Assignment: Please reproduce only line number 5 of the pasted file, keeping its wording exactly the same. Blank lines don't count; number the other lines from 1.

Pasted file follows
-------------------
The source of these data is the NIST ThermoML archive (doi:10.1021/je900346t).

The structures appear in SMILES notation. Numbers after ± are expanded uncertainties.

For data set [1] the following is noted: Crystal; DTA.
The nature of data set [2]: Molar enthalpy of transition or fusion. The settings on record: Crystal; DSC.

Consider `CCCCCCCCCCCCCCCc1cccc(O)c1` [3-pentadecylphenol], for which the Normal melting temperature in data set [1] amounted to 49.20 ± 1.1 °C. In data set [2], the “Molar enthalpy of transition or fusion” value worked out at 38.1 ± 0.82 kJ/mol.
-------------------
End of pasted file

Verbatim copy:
Consider `CCCCCCCCCCCCCCCc1cccc(O)c1` [3-pentadecylphenol], for which the Normal melting temperature in data set [1] amounted to 49.20 ± 1.1 °C. In data set [2], the “Molar enthalpy of transition or fusion” value worked out at 38.1 ± 0.82 kJ/mol.